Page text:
Mental Health and Climate Change | an explosive cocktail

Floods, droughts, heat waves, tornadoes, hurricanes: extreme weather events kill. They also poison the mental health of thousands of us.

Posted at 2:00 pm

Felix Bherer-Magnan

Felix Bherer-Magnan
PhD student in political science, Université Laval

In fact, how can we rejoice when we see the damage to our home after a flood? How to be overwhelmed with happiness when your house is engulfed in flames due to wildfires like what happened in Lytton, British Columbia, last summer1 ? How to rejoice in a prolonged heat wave whose mercury remains above 30°C even at night?

These events will become “normal” and more frequent. Despite the relatively recent literature on this subject, climate change risks significantly affecting people’s physical and mental health, in addition to accelerating the development of various pathologies. The effects of climate change can be direct, indirect, short or long term. These events act as mechanisms similar to those of traumatic stress.two giving rise to already known psychopathological patterns. Therefore, climate change increases the probability of experiencing traumatic stress.

Furthermore, the impacts of exposure to extreme weather events may emerge late, promoting post-traumatic stress disorders and potentially being passed on to younger generations.

In other words, climate change is a real time bomb for the mental health of humanity, especially at a time when the Intergovernmental Panel on Climate Change (IPCC) estimates that between 3.3 and 3.6 billion people3 They live in areas that are highly vulnerable to the effects of climate change.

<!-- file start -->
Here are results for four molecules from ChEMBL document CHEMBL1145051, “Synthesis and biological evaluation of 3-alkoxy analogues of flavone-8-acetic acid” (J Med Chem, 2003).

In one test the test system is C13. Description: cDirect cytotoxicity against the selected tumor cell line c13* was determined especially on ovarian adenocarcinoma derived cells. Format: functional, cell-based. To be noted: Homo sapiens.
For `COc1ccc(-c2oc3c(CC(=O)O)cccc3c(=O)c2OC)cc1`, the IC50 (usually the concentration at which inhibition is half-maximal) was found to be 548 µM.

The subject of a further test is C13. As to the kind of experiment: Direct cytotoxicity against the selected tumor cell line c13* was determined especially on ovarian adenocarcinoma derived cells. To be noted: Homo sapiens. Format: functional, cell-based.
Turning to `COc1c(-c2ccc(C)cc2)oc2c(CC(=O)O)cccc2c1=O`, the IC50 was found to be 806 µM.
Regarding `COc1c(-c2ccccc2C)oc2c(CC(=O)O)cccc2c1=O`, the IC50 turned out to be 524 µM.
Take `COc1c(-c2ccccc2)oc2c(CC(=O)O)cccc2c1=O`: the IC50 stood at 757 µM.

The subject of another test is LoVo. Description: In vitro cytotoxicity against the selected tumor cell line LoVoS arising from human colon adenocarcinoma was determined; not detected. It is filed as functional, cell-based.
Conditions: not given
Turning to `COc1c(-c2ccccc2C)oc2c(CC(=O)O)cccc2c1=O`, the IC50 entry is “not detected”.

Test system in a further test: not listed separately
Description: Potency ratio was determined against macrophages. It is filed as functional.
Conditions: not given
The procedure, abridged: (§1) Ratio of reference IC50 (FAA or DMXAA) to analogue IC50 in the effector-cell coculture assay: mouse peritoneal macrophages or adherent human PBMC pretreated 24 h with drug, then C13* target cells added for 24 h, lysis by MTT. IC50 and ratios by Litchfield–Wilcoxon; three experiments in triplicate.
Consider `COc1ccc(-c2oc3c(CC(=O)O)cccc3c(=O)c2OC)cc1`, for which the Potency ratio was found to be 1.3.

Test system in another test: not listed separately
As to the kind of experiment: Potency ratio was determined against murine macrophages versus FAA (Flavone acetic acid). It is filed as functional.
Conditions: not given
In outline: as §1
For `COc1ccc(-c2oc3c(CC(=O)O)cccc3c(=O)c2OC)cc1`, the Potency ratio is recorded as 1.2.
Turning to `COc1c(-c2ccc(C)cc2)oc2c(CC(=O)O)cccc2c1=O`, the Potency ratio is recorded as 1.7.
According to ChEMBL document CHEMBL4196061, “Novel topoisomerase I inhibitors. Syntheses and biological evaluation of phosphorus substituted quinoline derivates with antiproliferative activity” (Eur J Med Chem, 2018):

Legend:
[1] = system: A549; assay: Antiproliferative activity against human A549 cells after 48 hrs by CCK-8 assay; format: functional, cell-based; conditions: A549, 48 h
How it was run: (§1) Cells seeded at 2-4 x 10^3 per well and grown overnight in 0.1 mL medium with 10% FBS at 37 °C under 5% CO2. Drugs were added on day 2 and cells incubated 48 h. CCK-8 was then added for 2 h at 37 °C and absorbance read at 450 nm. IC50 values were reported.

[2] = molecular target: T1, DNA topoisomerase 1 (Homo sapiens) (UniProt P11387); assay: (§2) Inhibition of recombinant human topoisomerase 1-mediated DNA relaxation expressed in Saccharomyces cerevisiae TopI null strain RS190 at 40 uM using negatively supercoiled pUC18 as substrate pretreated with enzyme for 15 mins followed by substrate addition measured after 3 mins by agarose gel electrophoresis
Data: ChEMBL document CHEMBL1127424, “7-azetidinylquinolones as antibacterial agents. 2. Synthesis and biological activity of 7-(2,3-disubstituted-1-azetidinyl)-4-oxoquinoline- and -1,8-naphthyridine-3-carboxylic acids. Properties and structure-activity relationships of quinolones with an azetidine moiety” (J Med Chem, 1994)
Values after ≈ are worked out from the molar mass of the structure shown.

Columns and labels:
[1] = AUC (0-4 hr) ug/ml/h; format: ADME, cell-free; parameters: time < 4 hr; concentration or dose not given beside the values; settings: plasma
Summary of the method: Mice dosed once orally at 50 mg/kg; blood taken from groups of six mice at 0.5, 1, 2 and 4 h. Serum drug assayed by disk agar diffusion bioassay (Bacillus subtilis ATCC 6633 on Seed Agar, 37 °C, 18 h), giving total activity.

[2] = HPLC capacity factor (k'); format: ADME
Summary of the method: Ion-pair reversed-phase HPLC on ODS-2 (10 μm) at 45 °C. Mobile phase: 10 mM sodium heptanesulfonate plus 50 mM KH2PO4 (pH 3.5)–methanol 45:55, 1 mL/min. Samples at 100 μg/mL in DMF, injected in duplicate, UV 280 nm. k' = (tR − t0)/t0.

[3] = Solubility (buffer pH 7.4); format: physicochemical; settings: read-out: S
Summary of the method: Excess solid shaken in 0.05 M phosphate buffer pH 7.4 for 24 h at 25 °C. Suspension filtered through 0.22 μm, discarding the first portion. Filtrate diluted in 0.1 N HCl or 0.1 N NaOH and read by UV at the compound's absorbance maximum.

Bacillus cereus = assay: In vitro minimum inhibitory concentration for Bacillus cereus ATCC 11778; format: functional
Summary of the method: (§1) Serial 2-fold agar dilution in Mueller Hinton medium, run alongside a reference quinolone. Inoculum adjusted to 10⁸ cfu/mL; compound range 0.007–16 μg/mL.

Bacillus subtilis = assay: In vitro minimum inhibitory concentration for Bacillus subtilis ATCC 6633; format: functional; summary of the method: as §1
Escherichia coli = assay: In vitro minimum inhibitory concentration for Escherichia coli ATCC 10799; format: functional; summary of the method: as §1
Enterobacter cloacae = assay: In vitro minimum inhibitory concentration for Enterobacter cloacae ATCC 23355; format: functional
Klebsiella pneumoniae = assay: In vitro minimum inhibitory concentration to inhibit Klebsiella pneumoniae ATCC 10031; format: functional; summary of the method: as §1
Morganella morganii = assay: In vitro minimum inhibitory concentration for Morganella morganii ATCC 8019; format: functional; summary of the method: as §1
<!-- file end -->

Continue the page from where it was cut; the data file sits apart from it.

silent crisis

According to the World Health Organization (WHO), anxiety and depression disorders increased by nearly 25% in the first year of the pandemic alone. However, mental health services have been greatly affected and the lack of treatment for mental disorders has worsened. The climate crisis is slowly approaching and unlikely to cause a similar impact as the COVID-19 pandemic, but mental health issues will emerge quietly and for a long time. It can be called a silent crisis. Again, we must be realistic: the number of people who will need help will skyrocket. Worse yet, the number of people crying out for help will exceed all expectations.

Furthermore, health services in Quebec, as elsewhere, are not adequately prepared to deal with this mental health crisis. In Canada and Quebec, for example, nearly one person in five4 suffers from mental disorders, according to recent data from the National Institute of Public Health of Quebec (INSPQ). However, mental health services in other parts of the world are far from equivalent to those offered here in Quebec and Canada. It must be said, it is a privilege to receive mental health care, although it is relatively difficult to access it. Furthermore, this difficulty of access is likely to exacerbate the crisis that awaits us.

Finally, the relationship between climatic events and mental disorders is broken down with the introduction of new terms, such as eco-anxiety, eco-blame, ecological grief and solastalgia.5. Many young adults have already experienced them. The Mouvement Santé Mentale Québec believes that most young adults6 of the province are already affected by eco-anxiety and its derivatives characterized by a feeling of anguish in the face of environmental problems related to the disruption of ecosystems. There is no doubt that this is a problem that adds to the many other public health problems, more insidious than ever.

The planet is sick; its people too. We can help or let die…

1. Zeidler, Maryse (July 5, 2021). “The fire that destroyed the town of Lytton is believed to be of human origin,” HERE Radio Canada

2. Cianconi Paolo, Betrò, Sophia and Janiri, Luigi (2020). “The impact of climate change on mental health: a systematic descriptive review”, Front. psychiatry 11:74 DOI: 10.3389/fpsyt.2020.00074

5. Cianconi Paolo, Betrò, Sophia and Janiri, Luigi (2020). “The impact of climate change on mental health: a systematic descriptive review”, Front. psychiatry 11:74. doi: 10.3389/fpsyt.2020.00074

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